What? Is there an age limit?

A friend of mine told me that her 11-year-old daughter has an account both on Facebook and Instagram. “Age limit in those services is actually 13”, I said. “Oh, is it? But all of her friends are using them, too”, she shrugged.

It might seem irrelevant – and very American – that popular social media services have an age limit of 13. Was it up to the companies behind themselves, there wouldn’t be age restrictions at all. Why do they exist then?

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Picture: Sarah Good, user of goSupermodel

It’s a requirement, not a recommendation

It’s actually a law Facebook and Instagram are dealing with. The mandate for age limit comes from USA’s federal law COPPA, The Children’s Online Privacy Protection Act. According to the law, sites that collect personal information, such as whole name and email address, aren’t allowed to sign on anyone under the age of 13.

So, it’s forbidden in the law for kids under 13 to use some social media services. Even though companies don’t like the law, they want users to obey. For example Facebook emphasizes the age limit is a requirement instead of a recommendation.

Companies don’t like the law.

Alcohol is not for kids either

However, there are other factors than law that justify having age limits. Compare it with alcohol for instance. You probably won’t let your underage kid drink alcoholic beverages. Why? Yes, it’s prohibited by the law. But it’s also not meant for kids, right?

Exactly the same goes for social media services. Most of them are targeted to youth and grown-ups. Decisions like when, how and to whom to reveal personal information are not something kids should make themselves.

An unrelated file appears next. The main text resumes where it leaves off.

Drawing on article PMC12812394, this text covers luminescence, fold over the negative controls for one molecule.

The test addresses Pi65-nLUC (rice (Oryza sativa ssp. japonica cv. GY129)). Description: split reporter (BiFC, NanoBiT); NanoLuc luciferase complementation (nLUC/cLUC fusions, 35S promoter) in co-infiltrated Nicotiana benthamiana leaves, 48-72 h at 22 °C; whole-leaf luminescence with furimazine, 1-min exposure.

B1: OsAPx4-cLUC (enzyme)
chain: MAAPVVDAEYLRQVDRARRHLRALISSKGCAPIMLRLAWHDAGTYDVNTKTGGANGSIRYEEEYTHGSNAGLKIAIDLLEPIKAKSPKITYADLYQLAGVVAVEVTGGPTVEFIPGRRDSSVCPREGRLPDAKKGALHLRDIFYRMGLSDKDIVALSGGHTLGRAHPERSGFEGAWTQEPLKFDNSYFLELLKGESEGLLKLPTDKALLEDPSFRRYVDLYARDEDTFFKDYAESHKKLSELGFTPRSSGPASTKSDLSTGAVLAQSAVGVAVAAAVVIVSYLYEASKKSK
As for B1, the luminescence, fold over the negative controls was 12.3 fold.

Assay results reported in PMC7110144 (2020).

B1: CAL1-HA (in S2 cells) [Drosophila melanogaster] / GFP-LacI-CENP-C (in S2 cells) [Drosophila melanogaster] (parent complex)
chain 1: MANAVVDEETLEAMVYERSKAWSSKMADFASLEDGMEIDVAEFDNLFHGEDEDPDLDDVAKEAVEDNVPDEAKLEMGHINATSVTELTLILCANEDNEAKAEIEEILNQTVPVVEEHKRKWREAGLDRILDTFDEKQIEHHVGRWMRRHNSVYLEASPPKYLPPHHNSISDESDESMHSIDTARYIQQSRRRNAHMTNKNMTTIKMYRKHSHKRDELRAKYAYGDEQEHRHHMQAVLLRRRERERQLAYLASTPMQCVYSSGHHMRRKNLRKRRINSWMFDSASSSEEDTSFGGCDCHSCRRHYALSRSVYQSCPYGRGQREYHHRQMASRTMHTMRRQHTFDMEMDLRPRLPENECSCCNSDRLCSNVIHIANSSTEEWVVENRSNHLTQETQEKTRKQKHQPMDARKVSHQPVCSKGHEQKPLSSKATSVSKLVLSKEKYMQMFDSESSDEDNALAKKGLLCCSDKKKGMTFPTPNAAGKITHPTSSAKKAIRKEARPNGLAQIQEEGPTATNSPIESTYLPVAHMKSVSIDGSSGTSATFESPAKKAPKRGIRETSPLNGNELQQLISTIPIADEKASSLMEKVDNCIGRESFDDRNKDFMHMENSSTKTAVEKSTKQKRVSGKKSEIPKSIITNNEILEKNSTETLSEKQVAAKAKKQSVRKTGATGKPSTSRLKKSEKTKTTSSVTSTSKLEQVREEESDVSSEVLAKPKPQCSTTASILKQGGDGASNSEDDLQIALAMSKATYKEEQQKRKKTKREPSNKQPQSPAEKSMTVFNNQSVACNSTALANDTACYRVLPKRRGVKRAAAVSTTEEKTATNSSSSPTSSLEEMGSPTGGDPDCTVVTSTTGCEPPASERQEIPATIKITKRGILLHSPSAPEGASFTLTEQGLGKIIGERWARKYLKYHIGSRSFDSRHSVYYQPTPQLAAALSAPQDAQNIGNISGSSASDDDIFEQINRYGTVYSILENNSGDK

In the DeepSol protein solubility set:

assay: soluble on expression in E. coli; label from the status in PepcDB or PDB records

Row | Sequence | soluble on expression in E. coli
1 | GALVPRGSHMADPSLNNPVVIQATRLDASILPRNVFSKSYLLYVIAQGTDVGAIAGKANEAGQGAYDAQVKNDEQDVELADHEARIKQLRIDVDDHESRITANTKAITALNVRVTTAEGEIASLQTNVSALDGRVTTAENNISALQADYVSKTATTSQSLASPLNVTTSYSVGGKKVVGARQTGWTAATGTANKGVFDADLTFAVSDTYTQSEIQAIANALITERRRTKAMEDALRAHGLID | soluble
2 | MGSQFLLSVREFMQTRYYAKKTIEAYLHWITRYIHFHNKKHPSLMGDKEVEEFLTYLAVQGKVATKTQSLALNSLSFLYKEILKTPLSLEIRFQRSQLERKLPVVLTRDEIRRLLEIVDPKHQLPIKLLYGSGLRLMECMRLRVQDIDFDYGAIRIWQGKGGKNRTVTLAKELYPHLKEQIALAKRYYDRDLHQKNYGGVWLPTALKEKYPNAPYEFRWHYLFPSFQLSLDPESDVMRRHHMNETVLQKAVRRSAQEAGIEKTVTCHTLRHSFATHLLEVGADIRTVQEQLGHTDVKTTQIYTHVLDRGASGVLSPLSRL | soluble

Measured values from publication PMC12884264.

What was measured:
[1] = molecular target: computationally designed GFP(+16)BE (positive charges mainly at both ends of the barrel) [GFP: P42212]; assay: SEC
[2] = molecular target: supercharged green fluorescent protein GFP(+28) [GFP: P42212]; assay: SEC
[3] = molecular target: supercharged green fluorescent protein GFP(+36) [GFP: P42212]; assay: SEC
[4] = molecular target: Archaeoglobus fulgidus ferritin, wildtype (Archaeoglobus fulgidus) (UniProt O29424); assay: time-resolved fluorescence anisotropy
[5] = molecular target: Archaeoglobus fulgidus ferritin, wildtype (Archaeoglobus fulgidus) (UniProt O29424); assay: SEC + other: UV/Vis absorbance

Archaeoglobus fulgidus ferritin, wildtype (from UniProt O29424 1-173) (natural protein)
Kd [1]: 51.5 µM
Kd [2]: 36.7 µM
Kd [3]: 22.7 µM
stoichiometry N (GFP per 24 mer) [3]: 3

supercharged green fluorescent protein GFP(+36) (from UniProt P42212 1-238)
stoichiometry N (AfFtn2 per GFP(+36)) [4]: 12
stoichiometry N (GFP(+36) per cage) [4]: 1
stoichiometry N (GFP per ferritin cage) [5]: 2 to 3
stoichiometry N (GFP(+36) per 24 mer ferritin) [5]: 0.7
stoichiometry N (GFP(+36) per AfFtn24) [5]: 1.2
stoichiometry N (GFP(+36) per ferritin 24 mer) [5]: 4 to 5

It makes sense that kids don’t enter the adult world too soon. It makes sense to have extra protection when it comes to young children’s privacy.

What do you think? Is it ok if your 11-year-old becomes friends with an online acquaintance with her full identity? Is it in general fine that she spends time in a community with grown-ups?

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About the author:

Pia Edman, watAgame

Pia Edman worked as a Finnish Community Manager at watAgame from 2009 to 2015. She has several years of experience in working with online communities and online safety as well as with digital content creation and digital advertising. Pia has a master’s degree in Finnish language.

  • Tommi

    October 10, 2014 at 13:59

    Just a small note. It’s not against the law for companies to sign on kids under the age of 13. It’s just difficult because the companies have to obtain VERIFIABLE parental consent for gathering personal information and they have to provide reasonable means for the parent to review that information. The result of the COPPA Act is that it’s just EASIER to forbid kids under the age of 13 from signing up.

    • watAgame

      October 13, 2014 at 08:33

      You are absolutely correct. Since the parental consent has to verifiably come from a parent, the consent has to be in writing which means a letter or a fax. Another option is a video message. Most companies find these consent submitting methods complicated and therefore decide to go with the age limit of 13.